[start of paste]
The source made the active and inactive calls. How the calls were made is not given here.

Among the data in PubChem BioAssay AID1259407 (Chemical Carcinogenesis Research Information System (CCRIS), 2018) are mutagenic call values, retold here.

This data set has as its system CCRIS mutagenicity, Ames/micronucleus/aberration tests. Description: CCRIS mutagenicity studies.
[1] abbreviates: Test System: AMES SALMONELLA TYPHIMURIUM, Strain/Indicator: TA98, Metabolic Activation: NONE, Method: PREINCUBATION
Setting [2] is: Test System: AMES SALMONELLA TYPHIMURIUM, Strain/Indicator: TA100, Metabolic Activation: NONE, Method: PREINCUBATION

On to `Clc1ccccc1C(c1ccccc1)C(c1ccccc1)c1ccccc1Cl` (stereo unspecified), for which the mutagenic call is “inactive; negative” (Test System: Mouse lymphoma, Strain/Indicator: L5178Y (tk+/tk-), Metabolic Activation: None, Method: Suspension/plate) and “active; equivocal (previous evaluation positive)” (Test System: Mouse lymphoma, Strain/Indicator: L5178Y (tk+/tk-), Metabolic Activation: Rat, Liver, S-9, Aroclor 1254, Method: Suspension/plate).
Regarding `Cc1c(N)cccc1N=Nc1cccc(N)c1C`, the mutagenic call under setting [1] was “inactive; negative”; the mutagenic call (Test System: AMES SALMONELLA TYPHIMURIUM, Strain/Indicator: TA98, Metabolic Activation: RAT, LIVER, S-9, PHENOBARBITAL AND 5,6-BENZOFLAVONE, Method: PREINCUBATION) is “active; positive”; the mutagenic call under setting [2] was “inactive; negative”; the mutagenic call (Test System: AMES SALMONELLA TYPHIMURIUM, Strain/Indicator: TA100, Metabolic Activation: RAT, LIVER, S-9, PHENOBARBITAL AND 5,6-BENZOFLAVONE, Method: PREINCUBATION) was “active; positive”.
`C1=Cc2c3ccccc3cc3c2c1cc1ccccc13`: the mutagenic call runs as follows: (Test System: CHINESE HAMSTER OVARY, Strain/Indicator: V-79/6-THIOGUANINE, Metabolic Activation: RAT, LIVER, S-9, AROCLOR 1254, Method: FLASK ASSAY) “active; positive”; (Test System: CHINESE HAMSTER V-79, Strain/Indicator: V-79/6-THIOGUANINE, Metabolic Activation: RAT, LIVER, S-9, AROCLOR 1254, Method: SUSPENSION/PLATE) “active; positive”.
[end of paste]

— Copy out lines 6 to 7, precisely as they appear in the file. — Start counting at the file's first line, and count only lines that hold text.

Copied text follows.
On to `Clc1ccccc1C(c1ccccc1)C(c1ccccc1)c1ccccc1Cl` (stereo unspecified), for which the mutagenic call is “inactive; negative” (Test System: Mouse lymphoma, Strain/Indicator: L5178Y (tk+/tk-), Metabolic Activation: None, Method: Suspension/plate) and “active; equivocal (previous evaluation positive)” (Test System: Mouse lymphoma, Strain/Indicator: L5178Y (tk+/tk-), Metabolic Activation: Rat, Liver, S-9, Aroclor 1254, Method: Suspension/plate).
Regarding `Cc1c(N)cccc1N=Nc1cccc(N)c1C`, the mutagenic call under setting [1] was “inactive; negative”; the mutagenic call (Test System: AMES SALMONELLA TYPHIMURIUM, Strain/Indicator: TA98, Metabolic Activation: RAT, LIVER, S-9, PHENOBARBITAL AND 5,6-BENZOFLAVONE, Method: PREINCUBATION) is “active; positive”; the mutagenic call under setting [2] was “inactive; negative”; the mutagenic call (Test System: AMES SALMONELLA TYPHIMURIUM, Strain/Indicator: TA100, Metabolic Activation: RAT, LIVER, S-9, PHENOBARBITAL AND 5,6-BENZOFLAVONE, Method: PREINCUBATION) was “active; positive”.